This guide explores the basics of home management for brand-new homemakers: your attitude, your schedules, and more.
Your first day as a full-time homemaker arrives. And you can see your future stretching out before you. You’ll sleep until the sunshine streams into your bedroom, make waffles for everyone, and have one of those Martha Stewart linen closets with labels.
And then reality sets in. You’re tired. Your kids whine. A lot. And everyone wants dinner… day after day after day.
Everyone seems to expect a lot from you in your new role in life, but you never received a copy of your job description.
Let’s see if we can go through this together and do a crash course in Homemaking 101.
Table of contents
- 🏡 What is a homemaker, exactly?
- Homemaking skills (what you need to do)
- 🍽 Feeding everyone
- 🧺 Housekeeping routines
- 📘 Planning
- 🧹 House Cleaning
- ❤️ Setting the atmosphere
- ⌛️ Homemaking tips for beginners.
- Going deeper into old-fashioned homemaking skills
🏡 What is a homemaker, exactly?
A homemaker is, quite simply, someone who makes a home. She is dedicated to turning a house into a home in many ways. A homemaker’s “job description” would include cooking, cleaning, organizing, and decorating. Many women add homeschooling, child care, gardening, and much more.
Homemaking can happen with an outside, paid job, or it can be a woman’s main job and be done by someone who does not work outside the home.
How is this different from being a stay-at-home mom?
Homemaking focuses on caring for the home rather than specifically for children. Anyone can be a homemaker, but being a stay-at-home mom is much more specific: she is someone who has children and does not work outside the home.
But a homemaker can work outside the home and isn’t necessarily a mother.
Of course, many women who are homemakers consider themselves stay-at-home moms and vice-versa. There is overlap. But the terms do not mean the same thing!
Homemaking skills (what you need to do)
Okay, so we’ve established what it means to be a homemaker. But if you have found yourself in this position for the first time, you might need help understanding how to do everything.
Or you might feel like you have nothing to do all day and need a little structure. Sometimes, you’ll feel both of these things at the same time!
Let’s discuss what needs to be done at home and how to do it well.
🍽 Feeding everyone
This is a huge task, both in its importance and the time it takes. Don’t underestimate this job.
If you’re used to working full-time and picking up take-out meals, you may have forgotten how time-consuming it is to cook a full meal every night. Things to do with food (cooking, planning, storing, shopping, and cleaning it up will take up most of your household tasks.)
There are three things that all have to go right to get three meals on the table, day after day. It can often feel like a full-time job all by itself.
It all starts here. If you know what you are serving your family most days, you already have 75% homemaking success.
The absolute hardest part of cooking every day is deciding what to cook every day. Everything beyond that has easy solutions, like using leftovers wisely and weaving easy meals into your schedule.
But meal planning is a must. It can be as simple as writing down what’s for dinner every day on the back of an envelope. It can be as complicated as systems with spreadsheets.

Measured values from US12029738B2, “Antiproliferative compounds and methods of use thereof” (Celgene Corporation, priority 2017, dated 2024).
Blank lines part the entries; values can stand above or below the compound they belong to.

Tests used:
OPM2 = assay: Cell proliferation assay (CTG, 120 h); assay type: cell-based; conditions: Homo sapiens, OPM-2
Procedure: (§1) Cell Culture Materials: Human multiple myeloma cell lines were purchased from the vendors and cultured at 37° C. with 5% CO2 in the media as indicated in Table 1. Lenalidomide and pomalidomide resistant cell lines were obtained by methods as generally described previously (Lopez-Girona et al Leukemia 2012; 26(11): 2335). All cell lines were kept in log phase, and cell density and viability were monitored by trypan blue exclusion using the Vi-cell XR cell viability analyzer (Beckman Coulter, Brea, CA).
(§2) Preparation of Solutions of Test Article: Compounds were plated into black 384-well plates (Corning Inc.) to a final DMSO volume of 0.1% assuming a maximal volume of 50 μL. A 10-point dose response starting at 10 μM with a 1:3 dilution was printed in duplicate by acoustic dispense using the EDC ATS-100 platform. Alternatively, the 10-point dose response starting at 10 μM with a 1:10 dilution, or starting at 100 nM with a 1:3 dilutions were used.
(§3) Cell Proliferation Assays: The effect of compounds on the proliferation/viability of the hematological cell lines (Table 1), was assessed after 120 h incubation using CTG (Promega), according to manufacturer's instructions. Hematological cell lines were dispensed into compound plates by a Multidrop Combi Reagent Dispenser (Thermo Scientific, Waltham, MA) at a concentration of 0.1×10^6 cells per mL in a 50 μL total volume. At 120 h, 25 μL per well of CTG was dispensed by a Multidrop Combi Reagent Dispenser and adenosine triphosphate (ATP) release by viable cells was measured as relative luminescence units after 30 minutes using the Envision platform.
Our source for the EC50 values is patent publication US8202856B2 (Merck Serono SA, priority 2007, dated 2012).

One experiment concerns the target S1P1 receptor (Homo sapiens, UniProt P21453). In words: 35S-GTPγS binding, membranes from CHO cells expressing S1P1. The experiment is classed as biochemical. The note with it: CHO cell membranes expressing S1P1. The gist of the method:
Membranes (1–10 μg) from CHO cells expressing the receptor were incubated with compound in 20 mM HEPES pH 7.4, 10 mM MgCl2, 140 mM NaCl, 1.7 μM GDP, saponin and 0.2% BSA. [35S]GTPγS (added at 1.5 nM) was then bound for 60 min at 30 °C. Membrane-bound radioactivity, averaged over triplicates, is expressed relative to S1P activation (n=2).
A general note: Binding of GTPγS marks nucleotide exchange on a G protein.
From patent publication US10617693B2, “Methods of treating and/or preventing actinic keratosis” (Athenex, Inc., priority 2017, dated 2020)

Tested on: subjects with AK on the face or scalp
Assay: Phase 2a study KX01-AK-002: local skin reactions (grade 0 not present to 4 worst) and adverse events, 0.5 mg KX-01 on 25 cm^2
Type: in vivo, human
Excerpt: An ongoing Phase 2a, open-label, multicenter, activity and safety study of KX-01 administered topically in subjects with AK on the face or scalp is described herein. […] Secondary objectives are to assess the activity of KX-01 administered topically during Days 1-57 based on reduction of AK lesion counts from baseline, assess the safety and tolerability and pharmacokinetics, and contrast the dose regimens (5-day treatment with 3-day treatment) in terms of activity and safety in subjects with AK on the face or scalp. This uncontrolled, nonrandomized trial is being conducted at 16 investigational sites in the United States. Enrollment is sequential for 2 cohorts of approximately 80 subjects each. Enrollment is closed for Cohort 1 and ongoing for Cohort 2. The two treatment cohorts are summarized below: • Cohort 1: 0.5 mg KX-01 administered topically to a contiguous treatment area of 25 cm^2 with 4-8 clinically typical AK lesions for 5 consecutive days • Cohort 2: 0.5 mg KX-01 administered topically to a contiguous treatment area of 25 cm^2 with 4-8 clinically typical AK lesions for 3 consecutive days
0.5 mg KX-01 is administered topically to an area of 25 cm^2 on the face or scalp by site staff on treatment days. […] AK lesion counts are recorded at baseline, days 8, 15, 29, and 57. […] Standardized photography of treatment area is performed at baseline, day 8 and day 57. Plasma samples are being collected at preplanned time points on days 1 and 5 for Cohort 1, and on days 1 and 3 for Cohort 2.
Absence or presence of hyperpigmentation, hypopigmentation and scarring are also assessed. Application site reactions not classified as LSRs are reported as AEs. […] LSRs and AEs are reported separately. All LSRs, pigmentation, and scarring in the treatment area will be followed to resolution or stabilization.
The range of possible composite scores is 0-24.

If you are a beginning homemaker, I recommend starting meal planning as your first task. It is a habit that will serve you throughout your life and instantly improve your days. Yes, it is a pain and first (and always). But the only thing worse than planning dinner is NOT planning dinner.
The simplest way to meal plan with the least effort is to have lists of favorite meals to refer to. Set aside a specific time to make a meal plan for the week (Sunday afternoon works well.). Repeat forever. When you get better, stretch it out to monthly meal plans. Just always, always, have a plan.
There can be no eating without groceries. Nothing is more irritating than having your dinner plan made and realizing you’re missing a crucial ingredient at the last minute. It’s the worst.
So as you are making that weekly meal plan, make your grocery list at the same time. If you are counting on pantry stores for some of your ingredients, double-check to make sure you actually have them!
As far as the actual grocery shopping, yes this is part of homemaking too.
My number two tips behind meal planning? Only go to the grocery stores once a week. It wastes a huge amount of time and money.
You can download free meal planning printables + many other freebies in my subscriber library
Then there’s the actual cooking. You don’t have to be great, you have to be able to follow instructions.
If you aren’t experienced in the kitchen, don’t substitute ingredients and make up your own creations.
Preparing family meals is a big and tiring job. When you start to feel like cooking is overwhelming and taking too much time and energy, read this post for some practical tips on how to get dinner on the table every night.
It’s important to have a healthy relationship with making dinner. Don’t let it overwhelm you; don’t be afraid to serve leftovers and simple meals.
🧺 Housekeeping routines
There is something romantic about a homemaking routine. It reminds us of Ma Ingalls and churning butter on Wednesday. But it’s practical, too. It ensures you are getting things done, keeping your spirits high, and also…gets things done!
However, it’s easy to get carried away and over-schedule yourself. Let’s break this down into two parts and get you set with something that works for homemaking 101
When you stay at home, especially if you are a mom, you need a schedule for yourself. (I don’t mean the kids but for you.) Try to set a bedtime and wake time that gives you some peace and quiet at the beginning and end of each day.
If your day is lacking structure altogether, a great piece of advice I once received in this: get everything hard done in the morning, and keep the evening free for making dinner and taking walks. Start there, and add a bedtime and wake time for yourself.
But for now, just stay busy in the mornings, wind down in the evenings, and have some peace and quiet on each end of your day.
A weekly routine is a great addition to your homemaking as well. When you have a lot to manage, it’s helpful to work ahead to be proactive, not reactive (think: freezer meals vs. last-minute takeout, vacuuming your guest room regularly instead of frantically cleaning before guests arrive).